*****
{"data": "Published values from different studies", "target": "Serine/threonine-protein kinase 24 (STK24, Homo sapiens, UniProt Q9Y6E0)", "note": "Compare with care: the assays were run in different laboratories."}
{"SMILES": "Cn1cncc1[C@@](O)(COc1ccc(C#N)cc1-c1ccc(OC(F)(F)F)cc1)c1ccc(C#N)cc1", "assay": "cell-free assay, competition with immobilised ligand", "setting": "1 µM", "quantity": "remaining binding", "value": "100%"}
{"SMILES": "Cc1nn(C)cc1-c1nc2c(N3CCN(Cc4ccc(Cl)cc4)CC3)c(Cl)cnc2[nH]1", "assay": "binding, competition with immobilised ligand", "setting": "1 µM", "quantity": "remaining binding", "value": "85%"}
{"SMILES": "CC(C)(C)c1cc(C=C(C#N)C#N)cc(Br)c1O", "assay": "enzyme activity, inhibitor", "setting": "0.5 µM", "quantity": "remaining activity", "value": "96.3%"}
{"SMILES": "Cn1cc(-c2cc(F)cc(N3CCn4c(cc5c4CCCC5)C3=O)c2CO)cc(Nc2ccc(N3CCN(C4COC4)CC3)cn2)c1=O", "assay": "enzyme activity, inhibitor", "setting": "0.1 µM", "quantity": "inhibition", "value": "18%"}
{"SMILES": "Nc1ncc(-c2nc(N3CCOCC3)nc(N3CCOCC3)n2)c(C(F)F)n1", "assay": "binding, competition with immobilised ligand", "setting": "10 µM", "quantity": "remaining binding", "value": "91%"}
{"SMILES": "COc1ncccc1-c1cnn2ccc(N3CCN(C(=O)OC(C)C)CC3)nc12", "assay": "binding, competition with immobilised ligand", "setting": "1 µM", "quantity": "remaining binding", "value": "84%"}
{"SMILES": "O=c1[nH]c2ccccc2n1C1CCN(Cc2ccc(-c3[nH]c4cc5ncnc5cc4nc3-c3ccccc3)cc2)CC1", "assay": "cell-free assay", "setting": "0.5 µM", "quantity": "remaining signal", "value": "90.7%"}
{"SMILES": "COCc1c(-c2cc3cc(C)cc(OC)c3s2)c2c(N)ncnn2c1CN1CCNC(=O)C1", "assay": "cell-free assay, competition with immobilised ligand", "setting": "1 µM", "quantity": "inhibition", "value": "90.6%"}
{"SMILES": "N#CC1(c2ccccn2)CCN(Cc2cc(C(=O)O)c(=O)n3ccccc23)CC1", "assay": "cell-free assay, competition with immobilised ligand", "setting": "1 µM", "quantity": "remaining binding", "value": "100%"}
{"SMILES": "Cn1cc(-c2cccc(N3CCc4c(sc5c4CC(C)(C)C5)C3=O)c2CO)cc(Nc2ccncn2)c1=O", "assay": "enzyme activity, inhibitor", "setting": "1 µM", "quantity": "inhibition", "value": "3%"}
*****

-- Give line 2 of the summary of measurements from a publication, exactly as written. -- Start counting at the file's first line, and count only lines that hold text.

{"SMILES": "Cn1cncc1[C@@](O)(COc1ccc(C#N)cc1-c1ccc(OC(F)(F)F)cc1)c1ccc(C#N)cc1", "assay": "cell-free assay, competition with immobilised ligand", "setting": "1 µM", "quantity": "remaining binding", "value": "100%"}